CRISPR-Cas9 is an RNA-mediated adaptive immune system that protects bacteria and archaea from viruses or plasmids. Herein we discuss the recent development of CRISPR-Cas9 into a key technology for genome editing, targeting, and regulation in a wide range of organisms and cell types. It requires a custom designed single guide-RNA (sgRNA), a Cas9 endonuclease, and PAM sequences in the target region. The sgRNA-Cas9 complex binds to its target and creates a double-strand break (DSB) that can be repaired by non-homologous end joining (NHEJ) or by the homology-directed repair (HDR) pathway, modifying or permanently replacing the genomic target sequence. Additionally, we highlight recent advances in the repurposing of CRISPR-Cas9 for repression, activation, and loci imaging. In this review, we underline the current progress and the future potential of the CRISPR-Cas9 system towards biomedical, therapeutic, industrial, and biotechnological applications.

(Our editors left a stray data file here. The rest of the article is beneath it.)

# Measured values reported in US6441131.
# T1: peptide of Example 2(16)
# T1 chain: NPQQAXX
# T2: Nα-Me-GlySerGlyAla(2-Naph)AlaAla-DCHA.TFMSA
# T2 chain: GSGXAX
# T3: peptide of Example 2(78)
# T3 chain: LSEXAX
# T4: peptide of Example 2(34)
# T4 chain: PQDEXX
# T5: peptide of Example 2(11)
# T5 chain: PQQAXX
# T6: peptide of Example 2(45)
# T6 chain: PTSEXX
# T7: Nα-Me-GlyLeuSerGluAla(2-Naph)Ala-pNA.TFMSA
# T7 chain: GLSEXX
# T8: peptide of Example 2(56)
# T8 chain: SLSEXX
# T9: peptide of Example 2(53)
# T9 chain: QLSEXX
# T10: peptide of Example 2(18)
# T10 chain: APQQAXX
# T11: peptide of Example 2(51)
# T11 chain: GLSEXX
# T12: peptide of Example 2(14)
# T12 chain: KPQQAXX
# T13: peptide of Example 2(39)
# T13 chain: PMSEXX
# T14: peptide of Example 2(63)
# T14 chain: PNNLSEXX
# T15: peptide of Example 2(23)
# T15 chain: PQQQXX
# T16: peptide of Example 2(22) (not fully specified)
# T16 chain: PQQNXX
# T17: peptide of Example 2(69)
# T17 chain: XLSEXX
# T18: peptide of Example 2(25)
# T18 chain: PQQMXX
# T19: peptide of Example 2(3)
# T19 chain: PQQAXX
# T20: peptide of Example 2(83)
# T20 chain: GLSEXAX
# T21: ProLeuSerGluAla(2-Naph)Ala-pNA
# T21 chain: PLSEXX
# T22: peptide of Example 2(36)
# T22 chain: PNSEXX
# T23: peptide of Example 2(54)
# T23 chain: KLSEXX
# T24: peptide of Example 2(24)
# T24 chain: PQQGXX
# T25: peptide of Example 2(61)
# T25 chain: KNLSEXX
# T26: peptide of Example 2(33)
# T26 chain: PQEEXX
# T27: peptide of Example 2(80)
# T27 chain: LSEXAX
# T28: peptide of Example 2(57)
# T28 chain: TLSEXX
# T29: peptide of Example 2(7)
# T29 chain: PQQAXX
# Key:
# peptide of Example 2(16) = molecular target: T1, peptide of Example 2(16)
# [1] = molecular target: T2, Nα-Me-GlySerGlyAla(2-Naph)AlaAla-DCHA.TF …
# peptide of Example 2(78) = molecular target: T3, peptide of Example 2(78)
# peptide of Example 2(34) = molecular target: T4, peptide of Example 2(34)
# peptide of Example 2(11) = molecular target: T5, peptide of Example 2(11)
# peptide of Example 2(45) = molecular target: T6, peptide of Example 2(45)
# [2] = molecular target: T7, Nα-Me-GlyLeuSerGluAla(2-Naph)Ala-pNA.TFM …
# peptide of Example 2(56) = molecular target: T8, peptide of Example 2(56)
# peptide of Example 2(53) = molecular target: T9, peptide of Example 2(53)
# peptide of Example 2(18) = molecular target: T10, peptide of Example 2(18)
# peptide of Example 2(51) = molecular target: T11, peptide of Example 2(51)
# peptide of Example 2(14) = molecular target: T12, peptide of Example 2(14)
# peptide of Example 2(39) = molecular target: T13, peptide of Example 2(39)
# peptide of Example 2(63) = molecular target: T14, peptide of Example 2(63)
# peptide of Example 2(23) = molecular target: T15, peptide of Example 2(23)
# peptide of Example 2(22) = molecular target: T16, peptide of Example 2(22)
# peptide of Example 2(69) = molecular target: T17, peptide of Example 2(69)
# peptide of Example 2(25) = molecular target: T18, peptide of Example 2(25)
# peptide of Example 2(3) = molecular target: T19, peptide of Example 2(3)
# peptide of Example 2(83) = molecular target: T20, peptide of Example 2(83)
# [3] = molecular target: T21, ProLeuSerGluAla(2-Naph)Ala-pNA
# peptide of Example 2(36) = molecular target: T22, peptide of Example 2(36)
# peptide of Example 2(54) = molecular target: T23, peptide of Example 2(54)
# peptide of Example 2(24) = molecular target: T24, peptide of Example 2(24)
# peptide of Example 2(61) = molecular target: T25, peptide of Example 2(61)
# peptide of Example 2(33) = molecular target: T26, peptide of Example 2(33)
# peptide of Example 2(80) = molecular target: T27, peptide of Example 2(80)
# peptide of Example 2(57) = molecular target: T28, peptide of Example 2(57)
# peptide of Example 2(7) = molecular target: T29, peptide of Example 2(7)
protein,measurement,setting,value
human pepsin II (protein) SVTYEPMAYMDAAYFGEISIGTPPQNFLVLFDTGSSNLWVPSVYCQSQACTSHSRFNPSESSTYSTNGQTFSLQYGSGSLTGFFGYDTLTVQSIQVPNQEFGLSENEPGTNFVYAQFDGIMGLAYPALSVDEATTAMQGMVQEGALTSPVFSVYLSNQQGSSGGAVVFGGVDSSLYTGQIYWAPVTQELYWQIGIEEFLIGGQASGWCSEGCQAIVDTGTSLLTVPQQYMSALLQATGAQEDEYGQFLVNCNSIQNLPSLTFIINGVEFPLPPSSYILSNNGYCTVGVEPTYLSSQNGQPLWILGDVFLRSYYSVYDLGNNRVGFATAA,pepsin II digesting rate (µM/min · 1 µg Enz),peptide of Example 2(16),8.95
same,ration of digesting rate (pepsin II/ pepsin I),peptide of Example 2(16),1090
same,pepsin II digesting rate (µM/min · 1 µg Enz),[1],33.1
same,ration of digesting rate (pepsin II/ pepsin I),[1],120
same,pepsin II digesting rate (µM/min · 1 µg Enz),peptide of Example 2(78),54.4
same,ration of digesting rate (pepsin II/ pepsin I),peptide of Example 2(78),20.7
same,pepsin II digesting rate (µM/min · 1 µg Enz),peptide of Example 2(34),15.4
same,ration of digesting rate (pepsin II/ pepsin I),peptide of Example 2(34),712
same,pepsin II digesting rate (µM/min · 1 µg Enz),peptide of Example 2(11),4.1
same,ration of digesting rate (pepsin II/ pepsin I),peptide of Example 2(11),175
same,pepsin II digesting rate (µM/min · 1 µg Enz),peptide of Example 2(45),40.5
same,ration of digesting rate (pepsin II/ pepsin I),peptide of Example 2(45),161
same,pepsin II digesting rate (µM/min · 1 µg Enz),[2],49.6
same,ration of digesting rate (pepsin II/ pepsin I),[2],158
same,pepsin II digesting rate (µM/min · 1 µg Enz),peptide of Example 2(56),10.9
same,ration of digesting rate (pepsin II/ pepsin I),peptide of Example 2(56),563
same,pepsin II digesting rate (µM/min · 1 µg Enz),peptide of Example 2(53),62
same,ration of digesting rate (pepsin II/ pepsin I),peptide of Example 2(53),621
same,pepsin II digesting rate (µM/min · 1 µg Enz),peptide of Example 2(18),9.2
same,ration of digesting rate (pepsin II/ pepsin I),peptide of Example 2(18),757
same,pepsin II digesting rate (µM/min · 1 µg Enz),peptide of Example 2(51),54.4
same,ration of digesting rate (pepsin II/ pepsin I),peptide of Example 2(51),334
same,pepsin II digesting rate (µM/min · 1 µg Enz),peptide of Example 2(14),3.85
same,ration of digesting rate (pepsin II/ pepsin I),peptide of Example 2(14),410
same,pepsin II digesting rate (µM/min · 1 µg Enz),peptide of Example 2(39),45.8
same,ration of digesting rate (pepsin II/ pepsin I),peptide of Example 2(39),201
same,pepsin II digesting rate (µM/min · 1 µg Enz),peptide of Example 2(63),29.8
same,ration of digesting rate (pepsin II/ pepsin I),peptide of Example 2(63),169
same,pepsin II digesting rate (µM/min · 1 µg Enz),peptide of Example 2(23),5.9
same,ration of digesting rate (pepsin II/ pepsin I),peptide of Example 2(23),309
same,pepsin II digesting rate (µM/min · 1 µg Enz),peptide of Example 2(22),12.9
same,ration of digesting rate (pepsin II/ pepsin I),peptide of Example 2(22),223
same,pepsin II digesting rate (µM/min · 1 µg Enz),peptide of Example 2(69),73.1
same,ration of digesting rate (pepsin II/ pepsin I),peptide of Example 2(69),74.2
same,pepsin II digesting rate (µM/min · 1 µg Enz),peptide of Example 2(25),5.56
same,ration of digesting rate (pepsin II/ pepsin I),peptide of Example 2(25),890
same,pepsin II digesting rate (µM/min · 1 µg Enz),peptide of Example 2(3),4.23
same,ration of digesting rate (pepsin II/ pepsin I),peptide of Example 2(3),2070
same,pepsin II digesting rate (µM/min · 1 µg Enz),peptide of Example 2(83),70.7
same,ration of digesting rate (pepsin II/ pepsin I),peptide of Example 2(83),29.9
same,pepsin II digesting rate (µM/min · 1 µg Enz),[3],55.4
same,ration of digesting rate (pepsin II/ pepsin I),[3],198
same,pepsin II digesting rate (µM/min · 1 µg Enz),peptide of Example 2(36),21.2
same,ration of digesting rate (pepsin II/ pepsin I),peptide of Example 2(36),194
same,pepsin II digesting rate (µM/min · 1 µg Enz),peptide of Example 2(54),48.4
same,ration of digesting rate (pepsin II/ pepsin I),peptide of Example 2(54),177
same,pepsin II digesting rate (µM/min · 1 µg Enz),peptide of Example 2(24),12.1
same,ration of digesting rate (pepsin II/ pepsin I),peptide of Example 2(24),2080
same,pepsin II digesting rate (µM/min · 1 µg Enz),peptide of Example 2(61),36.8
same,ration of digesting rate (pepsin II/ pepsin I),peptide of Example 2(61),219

Keywords: Activation; CRISPR-Cas9; CRISPRi; Gene therapy; Genome editing; Indel; Repression; sgRNA.
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